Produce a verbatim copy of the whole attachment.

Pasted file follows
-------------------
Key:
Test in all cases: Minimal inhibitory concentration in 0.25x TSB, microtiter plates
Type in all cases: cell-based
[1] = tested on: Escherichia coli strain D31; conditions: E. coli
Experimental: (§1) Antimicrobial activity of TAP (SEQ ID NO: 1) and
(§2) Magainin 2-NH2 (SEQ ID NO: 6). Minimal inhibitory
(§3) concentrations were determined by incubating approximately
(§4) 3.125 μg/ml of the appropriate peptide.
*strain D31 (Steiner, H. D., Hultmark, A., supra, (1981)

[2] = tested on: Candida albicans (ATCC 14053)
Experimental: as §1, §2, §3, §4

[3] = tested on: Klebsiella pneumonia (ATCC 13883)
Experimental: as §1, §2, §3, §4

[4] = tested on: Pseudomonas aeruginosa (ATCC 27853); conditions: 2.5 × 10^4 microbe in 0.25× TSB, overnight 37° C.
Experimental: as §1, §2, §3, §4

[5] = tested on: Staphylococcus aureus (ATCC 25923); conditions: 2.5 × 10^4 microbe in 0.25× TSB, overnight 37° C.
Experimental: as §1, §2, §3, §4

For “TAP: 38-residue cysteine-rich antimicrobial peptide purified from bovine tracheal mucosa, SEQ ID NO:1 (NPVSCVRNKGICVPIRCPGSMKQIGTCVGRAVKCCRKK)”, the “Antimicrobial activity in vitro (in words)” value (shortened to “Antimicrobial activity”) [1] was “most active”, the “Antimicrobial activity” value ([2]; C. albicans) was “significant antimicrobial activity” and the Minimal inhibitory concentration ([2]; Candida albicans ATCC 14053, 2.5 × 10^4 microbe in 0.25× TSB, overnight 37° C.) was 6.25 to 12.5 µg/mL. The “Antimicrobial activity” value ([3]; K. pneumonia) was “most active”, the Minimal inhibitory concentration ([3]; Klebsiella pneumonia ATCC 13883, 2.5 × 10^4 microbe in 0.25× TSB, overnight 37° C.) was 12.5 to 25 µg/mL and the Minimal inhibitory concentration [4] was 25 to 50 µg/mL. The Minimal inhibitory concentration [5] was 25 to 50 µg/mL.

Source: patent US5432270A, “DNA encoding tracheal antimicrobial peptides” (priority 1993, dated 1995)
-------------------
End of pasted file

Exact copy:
Key:
Test in all cases: Minimal inhibitory concentration in 0.25x TSB, microtiter plates
Type in all cases: cell-based
[1] = tested on: Escherichia coli strain D31; conditions: E. coli
Experimental: (§1) Antimicrobial activity of TAP (SEQ ID NO: 1) and
(§2) Magainin 2-NH2 (SEQ ID NO: 6). Minimal inhibitory
(§3) concentrations were determined by incubating approximately
(§4) 3.125 μg/ml of the appropriate peptide.
*strain D31 (Steiner, H. D., Hultmark, A., supra, (1981)

[2] = tested on: Candida albicans (ATCC 14053)
Experimental: as §1, §2, §3, §4

[3] = tested on: Klebsiella pneumonia (ATCC 13883)
Experimental: as §1, §2, §3, §4

[4] = tested on: Pseudomonas aeruginosa (ATCC 27853); conditions: 2.5 × 10^4 microbe in 0.25× TSB, overnight 37° C.
Experimental: as §1, §2, §3, §4

[5] = tested on: Staphylococcus aureus (ATCC 25923); conditions: 2.5 × 10^4 microbe in 0.25× TSB, overnight 37° C.
Experimental: as §1, §2, §3, §4

For “TAP: 38-residue cysteine-rich antimicrobial peptide purified from bovine tracheal mucosa, SEQ ID NO:1 (NPVSCVRNKGICVPIRCPGSMKQIGTCVGRAVKCCRKK)”, the “Antimicrobial activity in vitro (in words)” value (shortened to “Antimicrobial activity”) [1] was “most active”, the “Antimicrobial activity” value ([2]; C. albicans) was “significant antimicrobial activity” and the Minimal inhibitory concentration ([2]; Candida albicans ATCC 14053, 2.5 × 10^4 microbe in 0.25× TSB, overnight 37° C.) was 6.25 to 12.5 µg/mL. The “Antimicrobial activity” value ([3]; K. pneumonia) was “most active”, the Minimal inhibitory concentration ([3]; Klebsiella pneumonia ATCC 13883, 2.5 × 10^4 microbe in 0.25× TSB, overnight 37° C.) was 12.5 to 25 µg/mL and the Minimal inhibitory concentration [4] was 25 to 50 µg/mL. The Minimal inhibitory concentration [5] was 25 to 50 µg/mL.

Source: patent US5432270A, “DNA encoding tracheal antimicrobial peptides” (priority 1993, dated 1995)